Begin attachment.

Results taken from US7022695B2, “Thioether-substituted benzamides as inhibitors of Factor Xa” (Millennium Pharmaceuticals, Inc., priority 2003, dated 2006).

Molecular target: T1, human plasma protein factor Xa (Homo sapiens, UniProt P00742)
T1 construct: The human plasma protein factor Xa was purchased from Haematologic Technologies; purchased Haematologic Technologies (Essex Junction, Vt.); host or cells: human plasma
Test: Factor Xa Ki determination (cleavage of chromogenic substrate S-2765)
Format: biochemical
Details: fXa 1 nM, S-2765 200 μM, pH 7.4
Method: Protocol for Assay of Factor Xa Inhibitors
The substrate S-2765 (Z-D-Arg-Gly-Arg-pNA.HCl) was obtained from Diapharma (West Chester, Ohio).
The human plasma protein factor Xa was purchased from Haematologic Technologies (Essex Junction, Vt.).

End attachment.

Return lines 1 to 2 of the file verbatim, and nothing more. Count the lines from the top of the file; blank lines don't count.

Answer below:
Results taken from US7022695B2, “Thioether-substituted benzamides as inhibitors of Factor Xa” (Millennium Pharmaceuticals, Inc., priority 2003, dated 2006).

Molecular target: T1, human plasma protein factor Xa (Homo sapiens, UniProt P00742)